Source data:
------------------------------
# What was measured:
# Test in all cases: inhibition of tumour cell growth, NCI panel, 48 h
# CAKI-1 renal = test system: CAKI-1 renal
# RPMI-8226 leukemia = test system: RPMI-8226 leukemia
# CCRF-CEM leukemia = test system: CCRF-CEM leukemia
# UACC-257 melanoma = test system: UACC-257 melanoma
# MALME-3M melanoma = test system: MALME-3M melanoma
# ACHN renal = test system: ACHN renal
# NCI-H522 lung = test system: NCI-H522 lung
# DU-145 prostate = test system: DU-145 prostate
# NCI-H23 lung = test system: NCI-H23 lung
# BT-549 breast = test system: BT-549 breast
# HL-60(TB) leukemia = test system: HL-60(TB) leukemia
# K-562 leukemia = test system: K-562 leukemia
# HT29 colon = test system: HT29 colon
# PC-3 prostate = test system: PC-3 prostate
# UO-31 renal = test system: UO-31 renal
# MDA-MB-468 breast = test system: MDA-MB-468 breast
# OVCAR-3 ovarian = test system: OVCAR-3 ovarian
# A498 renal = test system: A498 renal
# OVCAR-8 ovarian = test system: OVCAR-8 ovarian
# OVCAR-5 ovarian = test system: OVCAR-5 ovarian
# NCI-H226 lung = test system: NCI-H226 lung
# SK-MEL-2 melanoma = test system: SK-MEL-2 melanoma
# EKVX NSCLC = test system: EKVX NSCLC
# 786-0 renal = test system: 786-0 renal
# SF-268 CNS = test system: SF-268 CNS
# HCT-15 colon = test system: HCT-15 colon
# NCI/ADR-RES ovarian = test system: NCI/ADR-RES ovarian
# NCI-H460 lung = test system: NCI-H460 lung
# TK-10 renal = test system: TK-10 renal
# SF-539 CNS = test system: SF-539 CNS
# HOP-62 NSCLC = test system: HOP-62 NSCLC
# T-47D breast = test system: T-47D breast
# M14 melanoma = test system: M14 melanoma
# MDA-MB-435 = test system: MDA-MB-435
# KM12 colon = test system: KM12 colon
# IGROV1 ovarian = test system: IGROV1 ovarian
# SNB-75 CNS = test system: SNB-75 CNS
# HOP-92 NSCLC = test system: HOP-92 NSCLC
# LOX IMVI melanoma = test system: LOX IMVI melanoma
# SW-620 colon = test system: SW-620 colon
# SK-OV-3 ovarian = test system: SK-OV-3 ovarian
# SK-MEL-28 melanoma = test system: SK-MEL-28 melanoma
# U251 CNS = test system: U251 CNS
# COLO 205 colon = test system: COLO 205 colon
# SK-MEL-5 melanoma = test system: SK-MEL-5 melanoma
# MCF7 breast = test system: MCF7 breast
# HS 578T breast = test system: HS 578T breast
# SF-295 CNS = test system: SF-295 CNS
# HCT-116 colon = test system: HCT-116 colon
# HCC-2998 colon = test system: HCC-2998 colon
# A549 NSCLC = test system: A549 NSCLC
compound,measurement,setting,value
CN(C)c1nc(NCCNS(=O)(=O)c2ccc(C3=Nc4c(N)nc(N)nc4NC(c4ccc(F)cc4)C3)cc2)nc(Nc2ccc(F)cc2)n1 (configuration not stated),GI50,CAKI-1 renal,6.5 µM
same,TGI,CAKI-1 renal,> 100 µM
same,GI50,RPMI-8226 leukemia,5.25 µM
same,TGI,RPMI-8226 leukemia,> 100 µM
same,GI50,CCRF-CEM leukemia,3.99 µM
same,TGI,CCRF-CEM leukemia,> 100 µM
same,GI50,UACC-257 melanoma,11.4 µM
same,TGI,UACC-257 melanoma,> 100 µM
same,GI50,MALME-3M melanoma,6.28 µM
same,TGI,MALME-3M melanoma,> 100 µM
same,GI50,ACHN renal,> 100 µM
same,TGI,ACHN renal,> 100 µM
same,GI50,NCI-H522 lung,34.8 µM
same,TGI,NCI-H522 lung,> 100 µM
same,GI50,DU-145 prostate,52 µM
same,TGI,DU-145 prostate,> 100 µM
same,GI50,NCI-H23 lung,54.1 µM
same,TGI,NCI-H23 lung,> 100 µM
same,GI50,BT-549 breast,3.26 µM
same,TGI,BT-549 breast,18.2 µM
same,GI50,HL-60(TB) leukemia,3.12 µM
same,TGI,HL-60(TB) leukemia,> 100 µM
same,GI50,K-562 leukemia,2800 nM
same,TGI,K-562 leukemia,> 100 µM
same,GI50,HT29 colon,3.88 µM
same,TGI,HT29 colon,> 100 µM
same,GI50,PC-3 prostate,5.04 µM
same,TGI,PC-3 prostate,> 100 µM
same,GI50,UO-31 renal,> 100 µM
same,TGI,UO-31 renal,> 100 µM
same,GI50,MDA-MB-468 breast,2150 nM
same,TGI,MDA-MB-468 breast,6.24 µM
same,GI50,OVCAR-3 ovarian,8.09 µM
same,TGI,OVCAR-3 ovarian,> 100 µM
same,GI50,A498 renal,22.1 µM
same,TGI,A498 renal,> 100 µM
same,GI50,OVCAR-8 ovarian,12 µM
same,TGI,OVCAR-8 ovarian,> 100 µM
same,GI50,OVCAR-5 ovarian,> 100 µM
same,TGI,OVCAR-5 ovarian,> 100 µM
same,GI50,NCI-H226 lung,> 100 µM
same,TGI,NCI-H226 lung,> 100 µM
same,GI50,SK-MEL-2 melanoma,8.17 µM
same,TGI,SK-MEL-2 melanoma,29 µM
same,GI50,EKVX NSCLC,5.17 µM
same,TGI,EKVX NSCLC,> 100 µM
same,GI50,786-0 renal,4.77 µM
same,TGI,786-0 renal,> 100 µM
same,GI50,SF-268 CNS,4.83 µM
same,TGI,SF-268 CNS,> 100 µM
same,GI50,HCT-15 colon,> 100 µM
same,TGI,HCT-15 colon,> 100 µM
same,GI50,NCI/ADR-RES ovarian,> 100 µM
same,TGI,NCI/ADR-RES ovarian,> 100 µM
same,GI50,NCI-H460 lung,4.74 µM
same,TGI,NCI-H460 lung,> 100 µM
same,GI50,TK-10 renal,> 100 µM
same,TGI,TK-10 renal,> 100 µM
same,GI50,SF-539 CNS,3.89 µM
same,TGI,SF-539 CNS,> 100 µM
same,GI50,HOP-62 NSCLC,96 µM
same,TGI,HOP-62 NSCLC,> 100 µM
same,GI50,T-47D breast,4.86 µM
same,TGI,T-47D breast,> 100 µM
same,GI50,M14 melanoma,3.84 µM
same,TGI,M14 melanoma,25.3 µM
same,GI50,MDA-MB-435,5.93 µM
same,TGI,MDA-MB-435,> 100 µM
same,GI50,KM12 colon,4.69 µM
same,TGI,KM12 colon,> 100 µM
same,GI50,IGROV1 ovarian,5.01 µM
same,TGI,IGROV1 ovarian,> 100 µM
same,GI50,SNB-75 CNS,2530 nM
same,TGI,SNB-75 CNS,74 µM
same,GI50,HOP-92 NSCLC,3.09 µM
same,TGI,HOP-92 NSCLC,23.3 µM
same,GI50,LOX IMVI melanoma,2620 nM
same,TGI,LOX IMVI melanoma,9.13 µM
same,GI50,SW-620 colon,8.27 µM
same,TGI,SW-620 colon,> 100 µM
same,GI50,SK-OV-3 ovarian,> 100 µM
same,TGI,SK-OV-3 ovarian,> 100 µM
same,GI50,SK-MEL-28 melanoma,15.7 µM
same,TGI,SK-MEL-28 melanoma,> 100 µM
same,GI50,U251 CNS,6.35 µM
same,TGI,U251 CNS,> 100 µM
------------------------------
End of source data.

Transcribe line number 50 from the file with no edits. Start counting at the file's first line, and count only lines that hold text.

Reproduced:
# SF-295 CNS = test system: SF-295 CNS